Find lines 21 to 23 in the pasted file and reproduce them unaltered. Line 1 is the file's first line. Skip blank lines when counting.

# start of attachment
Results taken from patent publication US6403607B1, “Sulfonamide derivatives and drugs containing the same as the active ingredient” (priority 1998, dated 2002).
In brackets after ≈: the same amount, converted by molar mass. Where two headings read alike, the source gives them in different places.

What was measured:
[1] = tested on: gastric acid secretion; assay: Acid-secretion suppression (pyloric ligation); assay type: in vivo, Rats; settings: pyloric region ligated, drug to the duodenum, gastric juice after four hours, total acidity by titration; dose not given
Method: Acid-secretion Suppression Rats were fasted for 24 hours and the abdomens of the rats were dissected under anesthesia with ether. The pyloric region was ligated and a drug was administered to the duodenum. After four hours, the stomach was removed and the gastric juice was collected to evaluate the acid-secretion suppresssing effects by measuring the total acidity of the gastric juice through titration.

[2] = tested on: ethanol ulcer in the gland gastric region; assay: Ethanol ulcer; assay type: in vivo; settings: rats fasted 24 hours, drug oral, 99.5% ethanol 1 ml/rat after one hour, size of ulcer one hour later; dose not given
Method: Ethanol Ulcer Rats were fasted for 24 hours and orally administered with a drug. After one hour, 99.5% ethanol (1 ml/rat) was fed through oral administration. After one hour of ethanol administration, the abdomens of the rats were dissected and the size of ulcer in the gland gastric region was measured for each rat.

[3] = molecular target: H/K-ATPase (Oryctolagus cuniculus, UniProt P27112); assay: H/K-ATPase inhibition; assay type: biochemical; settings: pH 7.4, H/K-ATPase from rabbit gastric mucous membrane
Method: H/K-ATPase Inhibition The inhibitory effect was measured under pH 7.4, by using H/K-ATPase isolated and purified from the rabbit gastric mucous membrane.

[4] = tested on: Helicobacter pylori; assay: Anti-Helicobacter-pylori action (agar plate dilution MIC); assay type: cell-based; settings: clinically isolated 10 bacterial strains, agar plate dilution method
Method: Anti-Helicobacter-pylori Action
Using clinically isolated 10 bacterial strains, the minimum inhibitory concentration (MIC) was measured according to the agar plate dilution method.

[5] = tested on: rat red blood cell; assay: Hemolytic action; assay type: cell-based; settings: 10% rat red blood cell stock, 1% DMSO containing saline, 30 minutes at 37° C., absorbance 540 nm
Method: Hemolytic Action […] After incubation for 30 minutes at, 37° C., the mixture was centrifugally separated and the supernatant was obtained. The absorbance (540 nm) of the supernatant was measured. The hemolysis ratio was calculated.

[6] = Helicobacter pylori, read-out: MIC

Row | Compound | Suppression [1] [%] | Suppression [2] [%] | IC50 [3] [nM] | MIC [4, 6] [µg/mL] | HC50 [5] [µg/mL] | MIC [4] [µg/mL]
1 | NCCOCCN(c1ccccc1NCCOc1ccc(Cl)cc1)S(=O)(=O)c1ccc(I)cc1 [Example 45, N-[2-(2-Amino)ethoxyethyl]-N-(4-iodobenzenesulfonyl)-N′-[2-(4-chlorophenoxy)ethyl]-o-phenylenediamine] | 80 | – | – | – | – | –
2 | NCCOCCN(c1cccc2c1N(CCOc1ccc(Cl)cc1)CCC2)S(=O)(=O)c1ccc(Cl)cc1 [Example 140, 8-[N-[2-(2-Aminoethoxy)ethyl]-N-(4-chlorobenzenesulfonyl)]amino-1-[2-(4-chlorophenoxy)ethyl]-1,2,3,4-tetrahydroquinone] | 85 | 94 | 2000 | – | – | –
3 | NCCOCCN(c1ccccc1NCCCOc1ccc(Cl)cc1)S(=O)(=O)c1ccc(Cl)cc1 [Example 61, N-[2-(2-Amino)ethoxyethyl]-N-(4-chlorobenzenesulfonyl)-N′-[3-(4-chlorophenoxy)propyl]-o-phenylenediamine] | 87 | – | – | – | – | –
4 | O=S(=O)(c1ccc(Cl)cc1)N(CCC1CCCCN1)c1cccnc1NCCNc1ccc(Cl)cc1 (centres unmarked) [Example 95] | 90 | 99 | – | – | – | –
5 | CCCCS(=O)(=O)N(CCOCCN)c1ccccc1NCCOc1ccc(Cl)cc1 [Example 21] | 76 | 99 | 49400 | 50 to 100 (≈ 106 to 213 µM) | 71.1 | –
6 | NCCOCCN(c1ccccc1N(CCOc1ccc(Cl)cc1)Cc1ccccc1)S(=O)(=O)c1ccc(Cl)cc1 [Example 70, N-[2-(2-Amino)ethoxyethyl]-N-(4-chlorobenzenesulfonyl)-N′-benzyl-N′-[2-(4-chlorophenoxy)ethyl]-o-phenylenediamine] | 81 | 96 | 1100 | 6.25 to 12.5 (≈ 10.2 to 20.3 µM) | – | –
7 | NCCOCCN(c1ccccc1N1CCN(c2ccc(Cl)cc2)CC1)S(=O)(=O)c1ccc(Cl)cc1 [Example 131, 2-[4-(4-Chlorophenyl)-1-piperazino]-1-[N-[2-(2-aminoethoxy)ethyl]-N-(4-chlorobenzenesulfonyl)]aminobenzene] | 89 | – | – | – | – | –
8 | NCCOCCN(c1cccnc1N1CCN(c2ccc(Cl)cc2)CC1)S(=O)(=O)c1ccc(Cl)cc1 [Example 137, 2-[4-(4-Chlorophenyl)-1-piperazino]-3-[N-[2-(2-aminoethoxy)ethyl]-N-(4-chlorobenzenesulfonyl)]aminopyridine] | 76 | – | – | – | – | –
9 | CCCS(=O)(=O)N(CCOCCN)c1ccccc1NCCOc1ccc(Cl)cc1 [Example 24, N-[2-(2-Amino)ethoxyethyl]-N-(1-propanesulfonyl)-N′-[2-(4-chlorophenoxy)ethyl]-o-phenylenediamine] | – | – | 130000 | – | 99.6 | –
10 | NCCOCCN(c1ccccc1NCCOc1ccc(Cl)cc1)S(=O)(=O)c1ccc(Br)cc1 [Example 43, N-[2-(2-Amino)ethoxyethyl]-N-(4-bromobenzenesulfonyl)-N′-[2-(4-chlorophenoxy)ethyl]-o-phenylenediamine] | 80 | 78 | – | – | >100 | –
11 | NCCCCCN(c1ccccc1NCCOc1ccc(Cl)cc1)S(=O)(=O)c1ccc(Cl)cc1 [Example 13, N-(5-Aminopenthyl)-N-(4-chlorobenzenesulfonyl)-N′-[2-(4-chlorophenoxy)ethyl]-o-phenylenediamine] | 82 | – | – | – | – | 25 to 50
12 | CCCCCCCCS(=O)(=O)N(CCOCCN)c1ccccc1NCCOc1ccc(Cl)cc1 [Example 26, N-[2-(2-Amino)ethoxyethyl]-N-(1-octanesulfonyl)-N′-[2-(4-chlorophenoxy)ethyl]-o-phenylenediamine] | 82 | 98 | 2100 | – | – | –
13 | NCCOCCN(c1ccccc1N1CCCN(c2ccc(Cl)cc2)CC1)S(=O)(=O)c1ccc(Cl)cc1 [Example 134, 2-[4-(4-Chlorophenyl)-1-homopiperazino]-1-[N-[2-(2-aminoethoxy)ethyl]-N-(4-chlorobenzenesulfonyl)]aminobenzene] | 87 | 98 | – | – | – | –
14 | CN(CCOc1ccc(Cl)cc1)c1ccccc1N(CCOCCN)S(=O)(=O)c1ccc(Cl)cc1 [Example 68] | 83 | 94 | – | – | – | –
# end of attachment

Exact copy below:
5 | CCCCS(=O)(=O)N(CCOCCN)c1ccccc1NCCOc1ccc(Cl)cc1 [Example 21] | 76 | 99 | 49400 | 50 to 100 (≈ 106 to 213 µM) | 71.1 | –
6 | NCCOCCN(c1ccccc1N(CCOc1ccc(Cl)cc1)Cc1ccccc1)S(=O)(=O)c1ccc(Cl)cc1 [Example 70, N-[2-(2-Amino)ethoxyethyl]-N-(4-chlorobenzenesulfonyl)-N′-benzyl-N′-[2-(4-chlorophenoxy)ethyl]-o-phenylenediamine] | 81 | 96 | 1100 | 6.25 to 12.5 (≈ 10.2 to 20.3 µM) | – | –
7 | NCCOCCN(c1ccccc1N1CCN(c2ccc(Cl)cc2)CC1)S(=O)(=O)c1ccc(Cl)cc1 [Example 131, 2-[4-(4-Chlorophenyl)-1-piperazino]-1-[N-[2-(2-aminoethoxy)ethyl]-N-(4-chlorobenzenesulfonyl)]aminobenzene] | 89 | – | – | – | – | –